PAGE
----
다산증언첩3 ◎ 道烜比丘性機警. 紫霞山人曰: “慧者鈍之根, 巧者拙之本. 女知之乎? 神秀穎悟, 而槽廠笨夫, 先獲衣鉢, 女知之乎? 鈍拙者, 成德之基.”

Venerable Dohwon is sharp-witted. Jahasanin said: “Dullness is the root of wisdom; Clumsiness is the origin of ingenuity.” Do you know what it is? Shenxiu was (considered) perspicacious.[1] However, it was Huineng who first inherited the legacy (lit. mantled alms bowl) from the master.[2] Have you heard of it? (Therefore,) dullness and clumsiness is the foundation of achieving virtue.[3]

[1]This perspicacious-ness is deeply engaged with the Chan notion of "sudden enlightenment (頓悟)." Zen Master Shen Xiu (?~706) was a Tang Buddhist monk, who is considered as the progenitor of the Northern Chan Order (北宗禪).

[2] Zen Master Huineng (638~713) was a Tang Buddhist monk, who is the sixth patriarch of Chan Buddhism, and also founding father of the Northern Chan Order (南宗禪).

[3] The debate between "sudden enlightenment" and "gradual cultivation" is a long-lasting dispute in the Chan Buddhist tradition. According to the Platform Sutra (六祖壇經), for example, Shenxiu was considered to be the best and most erudite monk among Venerable Hong Ren's pupils. Hence, his fellow monks took it for granted that he would be the six patriarch of the Chinese Chan Order. However, it was Huineng who ended up being selected to take up the position. From this point on, the Chinese tradition of Chan Buddhism started to divide into the Southern/Northern Orders, which are representative of sudden enlightenment and gradual cultivation respectively.

다산증언첩4 ◎ 洌上山水淸曠, 騷人墨客, 日歗詠于其中. 但乏高僧韻釋. 若令騎魚輩, 結一菴於石林水鍾之間, 與之往還, 豈非酉山社中賞心樂事也.

Along Yŏlsu[1], the rivers are clear and the mountains are extensive. From day to day, poets and writers recite and chant [their poems] in between [the rivers and mountains]. But they lack lofty priests and rhyming monks. If asking Ki-Ŏ and his friends to build a hermitage between the Stone Forest and the Water Bell[2], and to socialize with the poets and writers, isn't this a delightful matter that pleases the hearts of those in the literary society of Yusan?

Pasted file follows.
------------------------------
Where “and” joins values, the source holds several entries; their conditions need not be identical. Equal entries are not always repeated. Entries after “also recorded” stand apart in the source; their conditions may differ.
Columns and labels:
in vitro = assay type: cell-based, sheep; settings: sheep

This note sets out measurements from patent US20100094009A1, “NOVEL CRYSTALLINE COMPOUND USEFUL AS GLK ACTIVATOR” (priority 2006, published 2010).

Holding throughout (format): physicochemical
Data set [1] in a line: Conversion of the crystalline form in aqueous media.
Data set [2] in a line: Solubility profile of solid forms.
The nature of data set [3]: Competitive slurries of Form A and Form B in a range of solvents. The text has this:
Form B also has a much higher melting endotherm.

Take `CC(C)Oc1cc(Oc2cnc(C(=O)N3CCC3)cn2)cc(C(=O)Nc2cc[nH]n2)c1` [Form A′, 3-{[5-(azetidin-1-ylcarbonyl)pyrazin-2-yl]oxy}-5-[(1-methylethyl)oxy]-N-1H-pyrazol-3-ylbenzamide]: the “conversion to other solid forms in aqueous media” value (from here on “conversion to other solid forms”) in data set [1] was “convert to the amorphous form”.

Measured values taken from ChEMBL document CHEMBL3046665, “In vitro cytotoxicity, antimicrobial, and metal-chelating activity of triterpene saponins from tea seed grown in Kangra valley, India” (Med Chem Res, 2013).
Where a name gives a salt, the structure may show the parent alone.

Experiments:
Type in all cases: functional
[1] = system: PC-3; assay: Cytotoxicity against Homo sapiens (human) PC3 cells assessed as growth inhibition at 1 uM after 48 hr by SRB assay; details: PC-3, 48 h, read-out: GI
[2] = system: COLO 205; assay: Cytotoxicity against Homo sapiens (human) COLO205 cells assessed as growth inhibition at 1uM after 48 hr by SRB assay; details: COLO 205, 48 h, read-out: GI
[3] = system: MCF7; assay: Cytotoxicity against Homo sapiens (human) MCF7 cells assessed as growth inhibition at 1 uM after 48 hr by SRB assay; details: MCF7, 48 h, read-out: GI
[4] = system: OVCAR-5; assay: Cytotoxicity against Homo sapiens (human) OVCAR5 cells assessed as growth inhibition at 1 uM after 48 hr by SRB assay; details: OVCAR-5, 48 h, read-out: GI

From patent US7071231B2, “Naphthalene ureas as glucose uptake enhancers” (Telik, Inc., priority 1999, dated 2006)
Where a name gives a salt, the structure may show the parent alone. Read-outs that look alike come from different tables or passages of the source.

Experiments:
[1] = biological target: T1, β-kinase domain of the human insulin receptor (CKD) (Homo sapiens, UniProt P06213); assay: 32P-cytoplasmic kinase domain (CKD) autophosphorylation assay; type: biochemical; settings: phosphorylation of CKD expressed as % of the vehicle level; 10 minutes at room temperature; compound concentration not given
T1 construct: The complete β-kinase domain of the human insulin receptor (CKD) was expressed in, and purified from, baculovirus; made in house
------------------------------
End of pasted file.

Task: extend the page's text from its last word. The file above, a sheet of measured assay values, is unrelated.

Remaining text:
[1] Yŏlsu 洌水 is the old name of the Han River. It is also the pen name of Chŏng Yag-yong. [2] The Water Bell refers to Sujongsa 水鍾寺 (Water Bell Temple).

다산증언첩5 ◎ 每到雲吉山房, 見禪室閴然, 黃葉堆窓, 無一箇頭陀. 忽憶兒葊舊約, 爲之愴悢良久. 余之輓兒盦詩曰: “園留瓔珞穿花逕, 渚繫袈裟泛月船.” 盖恨之也.

When I reach the Hermitage of Cloud Delight Mountain

Each time I see the meditation room so hollow.

The stacks of yellow leaves on the window sill

Not a single monk ever shown.

Suddenly I remember the old promise

With Aam. Thus I stay for a long lamenting.

In memory of Aam I wrote this verse:

"Piercing the flowery paths your bead necklace is still there,

and your monk robe is still hanging on a moonlit boat."

I was overwhelmed by sorrow.

‘old promise with Aam': Dasan met the monk Aam Hyejang (兒菴 惠藏, 1772~1811) during his exile in Kangjin in South Chŏlla Province. Becoming good friends they promised each other that someday they would come to live together in the hermitage of Un'gil (cloud delight) mountain. This promise was not kept due to Hyejang's death at age forty. Dasan now tells the story to Chahong (慈弘), one of Hyejang's disciples.

다산증언첩6 ◎ 蕙圃詩云: “未花院落生紅暈, 旣雨林園長碧條.” 有風流宰相氣味, 都下諸公, 皆盛稱之. 蕙圃卽都承旨韓公, 曾撰華嶽醉如兩禪師碑銘.

Hyepo's poem says: Before blooming, the reddish hues radiate in the courtyard. After raining, the green twigs grow in the sylvan hills. Having the quality of an artistic prime minister, he was passionately praised by all the dukes in the capital area. Hyepo is Duke Han, First Royal Secretary, who has written the epitaphs for two master monks, Hwaok and Chiyeo.

다산증언첩7 ◎ 楊根之小雪山, 有太古普愚和尙舊基. 欹礎猶宛然. 今若搆一小菴, 安新鍍小菩薩一軀, 移藏翁覃溪詩集, 足可爲畿甸名釋. 其圖之哉.
다산증언첩8 ◎ 嘉慶二十年乙亥秋季, 書于茶山之松菴, 以贈慈宏和尙.